According to the firm, Coy Yiontis Architects, "the building form was driven by site conditions and the need for accessibility and ease of maintenance." The steeply-pitched roof, while arresting, also acts as a screen to the western neighbors, whose two-story building threatened to overshadow the lot. The rest of the home elegantly tackles several aging-in-place strategies for the older homeowners. There are no steps from the front door to the back garden, maintaining an accommodating single level. A bedroom suite thoughtfully located near the entry can house a live-in caretaker, should one ever become needed.
Since the homeowners downsized from a rural homestead, and as they're avid travelers, the architects made sure to incorporate niches to display important mementos. To that end, they carved out a spot for a stately grandfather clock in the foyer, as well as a custom recess in the living room woodwork for oars embossed with the family name.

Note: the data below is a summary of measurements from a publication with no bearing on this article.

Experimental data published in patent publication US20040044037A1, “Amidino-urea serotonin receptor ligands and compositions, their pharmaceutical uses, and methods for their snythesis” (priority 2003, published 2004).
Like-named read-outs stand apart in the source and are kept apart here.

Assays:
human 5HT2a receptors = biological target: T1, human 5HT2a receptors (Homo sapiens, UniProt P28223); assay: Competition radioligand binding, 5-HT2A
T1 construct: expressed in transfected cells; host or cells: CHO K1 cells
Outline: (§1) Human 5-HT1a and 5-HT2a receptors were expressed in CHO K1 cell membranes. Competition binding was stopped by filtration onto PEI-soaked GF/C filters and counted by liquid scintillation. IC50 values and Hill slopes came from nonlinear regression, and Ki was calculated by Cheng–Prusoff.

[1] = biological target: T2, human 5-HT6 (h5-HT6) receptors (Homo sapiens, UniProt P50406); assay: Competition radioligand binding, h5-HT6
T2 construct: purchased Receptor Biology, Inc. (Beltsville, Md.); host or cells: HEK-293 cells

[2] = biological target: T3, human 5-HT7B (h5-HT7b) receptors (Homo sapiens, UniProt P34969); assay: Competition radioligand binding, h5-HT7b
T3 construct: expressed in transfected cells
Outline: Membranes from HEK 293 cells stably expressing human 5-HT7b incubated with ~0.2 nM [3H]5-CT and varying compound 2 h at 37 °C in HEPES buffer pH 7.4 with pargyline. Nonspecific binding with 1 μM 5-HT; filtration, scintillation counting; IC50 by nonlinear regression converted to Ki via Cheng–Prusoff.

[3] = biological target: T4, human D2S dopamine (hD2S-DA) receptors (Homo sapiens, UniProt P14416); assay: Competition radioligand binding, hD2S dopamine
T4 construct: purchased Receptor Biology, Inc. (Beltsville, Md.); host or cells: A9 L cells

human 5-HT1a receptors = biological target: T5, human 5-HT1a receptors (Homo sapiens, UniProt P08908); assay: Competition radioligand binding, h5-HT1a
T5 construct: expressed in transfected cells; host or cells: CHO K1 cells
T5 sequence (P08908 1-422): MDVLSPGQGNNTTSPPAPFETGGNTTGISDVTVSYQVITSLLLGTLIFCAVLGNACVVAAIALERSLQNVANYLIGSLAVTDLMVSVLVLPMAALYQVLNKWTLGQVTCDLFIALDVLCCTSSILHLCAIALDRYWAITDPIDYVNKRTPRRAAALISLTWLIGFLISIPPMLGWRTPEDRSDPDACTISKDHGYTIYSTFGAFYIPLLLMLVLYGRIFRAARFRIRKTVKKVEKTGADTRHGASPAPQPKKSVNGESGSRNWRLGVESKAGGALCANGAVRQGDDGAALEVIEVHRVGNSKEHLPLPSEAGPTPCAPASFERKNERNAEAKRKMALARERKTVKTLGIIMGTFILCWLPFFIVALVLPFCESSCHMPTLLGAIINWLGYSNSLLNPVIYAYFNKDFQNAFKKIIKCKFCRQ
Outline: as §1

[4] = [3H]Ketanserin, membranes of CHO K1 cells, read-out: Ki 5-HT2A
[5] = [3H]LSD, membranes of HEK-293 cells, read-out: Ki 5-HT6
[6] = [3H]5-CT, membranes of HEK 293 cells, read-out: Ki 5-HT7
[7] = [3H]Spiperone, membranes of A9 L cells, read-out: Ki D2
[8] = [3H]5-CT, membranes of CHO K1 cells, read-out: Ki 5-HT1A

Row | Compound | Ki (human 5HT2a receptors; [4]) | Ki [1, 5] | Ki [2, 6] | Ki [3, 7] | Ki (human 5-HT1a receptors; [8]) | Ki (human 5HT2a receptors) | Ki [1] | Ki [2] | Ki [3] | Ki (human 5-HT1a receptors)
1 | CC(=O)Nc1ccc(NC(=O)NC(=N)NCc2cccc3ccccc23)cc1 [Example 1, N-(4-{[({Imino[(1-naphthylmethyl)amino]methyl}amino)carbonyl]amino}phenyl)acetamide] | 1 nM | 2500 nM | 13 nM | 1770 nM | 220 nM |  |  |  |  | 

Throughout the design, special attention was paid to how the clients move throughout their day. A discreet built-in bench by the front door is an unobtrusive seat for removing shoes, and a convenient outdoor shower can rinse sand from feet. A "secret hatch" in the garage conveys grocery bags from the trunk of the car to the pantry inside. Wired amenities like hydronic heating and electronic blinds facilitate comfort at the touch of a button. It is just such consideration of modest daily habits that ultimately lets the house live up to its name.
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